I’m often confronted with business owners who are concerned about their profitability or the sustainability of their business. Small business owners in particular are bogged down with legal requirements, staff management and allocation of scarce resources that they find themselves becoming task mangers rather than being the visionary entrepreneurs that they set out to be when becoming a business owner.
Here are the figures that every business owners needs to know but the majority do not.
What is the lifetime value of my average client?
It’s amazing how this question can change the focus of an entrepreneur. Add up what an average client will spend with you in a day, a week, a year and multiply that by five years or ten years or even twenty years. Really? Is that what one client is worth to me if I can retain him for that period. Well the answer is NO. They are worth much more because you haven’t factored in to the equation the affects of inflation, new product lines, new technology solutions, new services that you may offer in future.
What does it cost me to get a new client?
This is a straight forward question that every businessperson can answer. Take the total cost of marketing including the cost to company of sales reps (Unless these reps only service existing clients), database management, PR efforts and dedicated time to customer acquisition and divide that cost by the number of new clients or customers. At The Online Marketer that cost is around R1000 for a website and at www.housecheck.co.za it was sitting at R525 per sale. So what is the figure for your business? very often the cost of acquiring a new customer exceeds the value of the first sales.
If you are one of the lucky few that don’t advertise and just wait for the people to phone you, then be grateful, but ask yourself if that is sustainable if someone else opens up in opposition to you?
The final contextual question you need to ask is...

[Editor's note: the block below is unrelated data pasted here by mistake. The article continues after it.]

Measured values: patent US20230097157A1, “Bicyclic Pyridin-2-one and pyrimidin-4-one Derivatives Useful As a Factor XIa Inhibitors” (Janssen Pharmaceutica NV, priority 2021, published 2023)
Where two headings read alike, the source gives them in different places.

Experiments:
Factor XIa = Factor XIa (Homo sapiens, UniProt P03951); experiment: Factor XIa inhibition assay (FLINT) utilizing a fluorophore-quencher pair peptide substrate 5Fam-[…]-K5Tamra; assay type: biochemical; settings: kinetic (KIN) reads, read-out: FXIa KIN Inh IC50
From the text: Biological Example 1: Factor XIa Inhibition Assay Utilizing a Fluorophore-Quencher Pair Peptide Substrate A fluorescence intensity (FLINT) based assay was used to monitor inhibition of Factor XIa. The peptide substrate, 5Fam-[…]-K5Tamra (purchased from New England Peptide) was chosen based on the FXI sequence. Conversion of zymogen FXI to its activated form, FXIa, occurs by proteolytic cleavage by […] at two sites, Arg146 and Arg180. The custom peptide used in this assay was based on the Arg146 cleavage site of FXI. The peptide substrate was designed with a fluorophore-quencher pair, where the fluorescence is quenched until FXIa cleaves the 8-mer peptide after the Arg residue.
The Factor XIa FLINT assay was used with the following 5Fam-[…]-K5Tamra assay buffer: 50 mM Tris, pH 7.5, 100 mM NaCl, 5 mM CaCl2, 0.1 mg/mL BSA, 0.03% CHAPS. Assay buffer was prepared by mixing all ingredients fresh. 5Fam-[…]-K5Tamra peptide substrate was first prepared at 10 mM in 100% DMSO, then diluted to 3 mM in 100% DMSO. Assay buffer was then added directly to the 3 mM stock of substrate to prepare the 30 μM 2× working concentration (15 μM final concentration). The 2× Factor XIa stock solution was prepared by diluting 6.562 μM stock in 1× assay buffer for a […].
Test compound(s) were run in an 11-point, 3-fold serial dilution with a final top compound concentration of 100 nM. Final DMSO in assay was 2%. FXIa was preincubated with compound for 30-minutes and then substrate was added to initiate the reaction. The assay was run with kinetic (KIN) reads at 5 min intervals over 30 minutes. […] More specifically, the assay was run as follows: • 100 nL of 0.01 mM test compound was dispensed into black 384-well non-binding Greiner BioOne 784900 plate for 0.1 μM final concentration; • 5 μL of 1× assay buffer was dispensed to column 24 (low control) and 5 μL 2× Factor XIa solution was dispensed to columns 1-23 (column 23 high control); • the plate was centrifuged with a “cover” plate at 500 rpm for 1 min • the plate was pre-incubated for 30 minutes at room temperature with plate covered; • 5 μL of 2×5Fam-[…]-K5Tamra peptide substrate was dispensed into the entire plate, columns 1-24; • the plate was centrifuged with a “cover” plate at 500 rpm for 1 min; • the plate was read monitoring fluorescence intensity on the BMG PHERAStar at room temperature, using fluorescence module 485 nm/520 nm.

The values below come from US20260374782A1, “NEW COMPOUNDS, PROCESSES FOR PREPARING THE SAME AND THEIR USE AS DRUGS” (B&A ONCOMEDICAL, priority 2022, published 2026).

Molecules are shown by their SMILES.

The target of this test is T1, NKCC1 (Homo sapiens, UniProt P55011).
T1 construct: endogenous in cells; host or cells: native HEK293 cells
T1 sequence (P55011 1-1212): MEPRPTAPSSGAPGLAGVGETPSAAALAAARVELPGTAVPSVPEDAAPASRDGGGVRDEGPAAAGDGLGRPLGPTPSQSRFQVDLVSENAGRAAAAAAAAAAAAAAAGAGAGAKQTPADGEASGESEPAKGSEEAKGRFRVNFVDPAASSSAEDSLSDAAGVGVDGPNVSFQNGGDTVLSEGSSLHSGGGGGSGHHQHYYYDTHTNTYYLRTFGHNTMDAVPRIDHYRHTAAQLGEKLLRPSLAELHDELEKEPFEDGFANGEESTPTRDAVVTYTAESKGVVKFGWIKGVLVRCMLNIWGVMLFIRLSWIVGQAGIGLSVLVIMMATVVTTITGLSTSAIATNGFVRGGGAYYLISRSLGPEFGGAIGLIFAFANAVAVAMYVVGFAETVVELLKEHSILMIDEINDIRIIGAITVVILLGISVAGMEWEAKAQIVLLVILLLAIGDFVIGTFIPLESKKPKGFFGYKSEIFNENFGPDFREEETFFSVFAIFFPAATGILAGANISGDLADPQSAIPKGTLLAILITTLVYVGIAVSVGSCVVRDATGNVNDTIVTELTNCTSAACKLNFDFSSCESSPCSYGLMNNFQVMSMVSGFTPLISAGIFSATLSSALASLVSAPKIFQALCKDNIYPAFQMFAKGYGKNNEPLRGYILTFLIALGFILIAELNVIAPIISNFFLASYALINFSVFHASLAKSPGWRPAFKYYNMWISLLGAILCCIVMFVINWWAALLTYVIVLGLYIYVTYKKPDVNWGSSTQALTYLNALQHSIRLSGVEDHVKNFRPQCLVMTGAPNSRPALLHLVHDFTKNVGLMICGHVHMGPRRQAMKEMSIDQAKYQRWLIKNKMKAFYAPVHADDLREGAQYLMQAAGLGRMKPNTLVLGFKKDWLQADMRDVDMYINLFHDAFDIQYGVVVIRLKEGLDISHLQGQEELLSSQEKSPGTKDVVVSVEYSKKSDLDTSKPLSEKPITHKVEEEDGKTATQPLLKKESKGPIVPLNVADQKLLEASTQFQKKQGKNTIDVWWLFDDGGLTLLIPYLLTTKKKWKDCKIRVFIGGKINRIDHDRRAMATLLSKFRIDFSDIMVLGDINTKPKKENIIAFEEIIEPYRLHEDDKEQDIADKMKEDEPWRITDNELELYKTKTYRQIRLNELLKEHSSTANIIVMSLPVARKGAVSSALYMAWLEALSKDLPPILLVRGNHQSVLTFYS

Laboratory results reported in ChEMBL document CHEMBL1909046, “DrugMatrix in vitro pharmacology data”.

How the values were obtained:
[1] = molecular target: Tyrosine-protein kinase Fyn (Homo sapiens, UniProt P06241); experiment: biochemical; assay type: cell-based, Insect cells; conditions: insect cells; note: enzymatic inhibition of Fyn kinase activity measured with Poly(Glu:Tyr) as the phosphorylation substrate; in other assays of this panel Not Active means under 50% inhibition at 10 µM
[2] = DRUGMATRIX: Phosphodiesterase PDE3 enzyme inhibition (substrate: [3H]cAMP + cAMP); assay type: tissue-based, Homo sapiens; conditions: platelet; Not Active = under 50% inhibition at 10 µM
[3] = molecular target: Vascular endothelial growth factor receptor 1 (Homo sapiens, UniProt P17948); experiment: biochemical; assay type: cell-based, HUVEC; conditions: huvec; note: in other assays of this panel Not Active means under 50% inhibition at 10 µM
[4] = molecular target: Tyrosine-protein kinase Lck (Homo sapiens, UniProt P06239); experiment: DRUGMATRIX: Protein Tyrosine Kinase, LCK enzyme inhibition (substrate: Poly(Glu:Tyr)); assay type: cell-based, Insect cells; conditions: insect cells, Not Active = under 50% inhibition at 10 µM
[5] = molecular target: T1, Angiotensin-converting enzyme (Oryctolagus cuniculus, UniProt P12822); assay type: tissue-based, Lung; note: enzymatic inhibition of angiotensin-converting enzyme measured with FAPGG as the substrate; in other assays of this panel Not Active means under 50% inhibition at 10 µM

What do my clients think of my products and service to them?
I’m not asking you to assume anything here. I want hard facts. Not a thumb suck. Do you ask customers for this feedback via a questionnaire or via a comments book. Are you asking them if they would like something different? Would they like anything in addition to the services you offer?
Armed with the information above you can play the numbers game. The Numbers game is just a focus on seven aspects of your business that can dramatically change the bottom line in your business. In fact if you can increase each of the seven factors by just ten percent you can almost double your gross profit.
The Numbers Game
There are certain numbers you need to follow in your business to ensure continued growth and additional profitability. It is within every business mans reach to do this. Following the numbers game will dramatically improve your bottom line.
Here are the seven numbers you should be watching:
- Foot traffic
- Opt ins
- Average item sale value
- No items in the basket
- No of times the customer returns
- Gross profit.
A 10% increase in foot traffic followed by a 10% increase in opt ins, followed by a 10% increase in conversions, followed by a 10% increase in the average sale value, followed by an extra 10% no items in the basket, followed by a 10% increase in the number of times your customers return, followed by a 10% increase in gross profit will result in a 97% increase in your profits. If this interests you then read on...